Reproducibility of laboratory test results

Daniel Kahn Gillmor dkg at
Mon Jun 7 23:25:52 UTC 2021

Hey Reproducible-Builds folks--

Apologies for the slightly off-topic message.  I hope interested folks
will follow up with me off-list.  

I'm looking for folks who might be interested in articulating to a USA
state supervisory body an argument about the value of reproducible
software toolchains in a criminal justice context.  This is not about
reproducible compilation specifically, but rather reproducible data
analysis pipelines. There are clearly similar principles at stake, and
in this context they can have an effect on people's liberty.


The New York City police crime lab recently alerted the public defenders
that there has been a bug in the software that produces printouts of
their chemistry pipeline that tests for controlled substances (e.g. "is
this substance cocaine?").  The bug was introduced in 2016 and only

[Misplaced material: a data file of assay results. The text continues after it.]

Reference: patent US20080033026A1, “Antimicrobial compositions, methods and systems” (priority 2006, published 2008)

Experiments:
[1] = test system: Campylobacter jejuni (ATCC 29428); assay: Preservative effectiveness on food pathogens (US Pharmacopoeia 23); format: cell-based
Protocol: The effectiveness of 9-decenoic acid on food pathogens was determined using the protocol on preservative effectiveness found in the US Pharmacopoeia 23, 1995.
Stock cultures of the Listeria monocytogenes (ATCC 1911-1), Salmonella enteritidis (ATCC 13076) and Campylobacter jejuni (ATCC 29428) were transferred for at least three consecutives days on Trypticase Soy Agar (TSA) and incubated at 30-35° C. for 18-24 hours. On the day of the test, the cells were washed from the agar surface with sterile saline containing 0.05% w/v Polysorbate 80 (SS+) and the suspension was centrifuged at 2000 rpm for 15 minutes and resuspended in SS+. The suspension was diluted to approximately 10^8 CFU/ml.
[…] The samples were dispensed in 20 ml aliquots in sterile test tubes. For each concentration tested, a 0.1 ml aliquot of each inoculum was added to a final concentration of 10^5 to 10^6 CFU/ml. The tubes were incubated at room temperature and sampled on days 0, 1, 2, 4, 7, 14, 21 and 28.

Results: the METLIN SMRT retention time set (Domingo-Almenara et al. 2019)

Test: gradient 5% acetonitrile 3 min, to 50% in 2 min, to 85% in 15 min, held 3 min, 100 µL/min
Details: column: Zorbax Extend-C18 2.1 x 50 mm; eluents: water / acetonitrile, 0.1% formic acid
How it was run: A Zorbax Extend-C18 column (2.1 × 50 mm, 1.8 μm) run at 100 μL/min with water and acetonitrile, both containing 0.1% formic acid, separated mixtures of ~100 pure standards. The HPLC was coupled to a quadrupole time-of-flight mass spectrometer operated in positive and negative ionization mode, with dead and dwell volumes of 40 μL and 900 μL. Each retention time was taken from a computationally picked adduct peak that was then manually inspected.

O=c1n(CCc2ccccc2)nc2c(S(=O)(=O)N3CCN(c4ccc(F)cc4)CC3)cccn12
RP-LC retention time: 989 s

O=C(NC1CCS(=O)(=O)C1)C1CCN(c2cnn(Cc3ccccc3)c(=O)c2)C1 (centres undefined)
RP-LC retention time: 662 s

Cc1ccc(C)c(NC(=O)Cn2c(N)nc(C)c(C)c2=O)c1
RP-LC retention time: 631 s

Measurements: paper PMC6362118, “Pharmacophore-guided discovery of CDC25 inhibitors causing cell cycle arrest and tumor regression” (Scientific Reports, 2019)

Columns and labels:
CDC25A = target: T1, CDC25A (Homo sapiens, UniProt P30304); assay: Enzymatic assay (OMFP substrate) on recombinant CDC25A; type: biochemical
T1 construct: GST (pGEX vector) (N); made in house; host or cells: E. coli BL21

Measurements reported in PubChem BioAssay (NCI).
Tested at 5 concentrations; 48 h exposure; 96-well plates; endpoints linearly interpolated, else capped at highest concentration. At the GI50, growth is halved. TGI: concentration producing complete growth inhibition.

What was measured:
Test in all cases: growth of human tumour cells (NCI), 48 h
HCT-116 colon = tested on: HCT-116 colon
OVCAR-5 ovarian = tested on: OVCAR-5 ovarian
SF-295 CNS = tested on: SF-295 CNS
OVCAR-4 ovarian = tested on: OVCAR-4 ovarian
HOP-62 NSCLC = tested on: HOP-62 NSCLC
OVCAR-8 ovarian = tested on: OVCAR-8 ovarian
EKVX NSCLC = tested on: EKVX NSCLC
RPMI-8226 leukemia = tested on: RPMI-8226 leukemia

fixed this year, so about 5 years of wrong printouts.  They claim it is
a bug in only the presentation of calibration data, and that no
substantive analysis was affected.

Their memo indicates that the ability to go back and reprint the
affected reports from their stored data using the fixed code is limited.
Most worrisome in terms of reproducibility is this sentence:

> Reprocessing of the data to update the RtIs value of the sample will
> not guarantee that each reprocessing would produce the same values
> in all other areas of the mass spectral data printout due to
> analysts’ selections and variations in software settings.

A copy of the memo is here if you want to read it.  It has sample images
of the printouts with the bug:

I'm hoping that a clear argument in favor of reproducibility for
criminal forensics could influence future guidance on lab forensics
policy, on procurement, and potentially on how courts should think about
dealing with data and data analysis in this sensitive context.

If you decide to follow up with me about this, you're not committing to
anything (and i can't promise that i can actually connect you with the
relevant policy-makers either), but i'd be happy to share more details
and talk over the situation with anyone from r-b who is interested.

If you think you might not be the right person to articulate these
ideas, but want to suggest someone else i should talk to, i'd be happy
for a recommendation/referral too.

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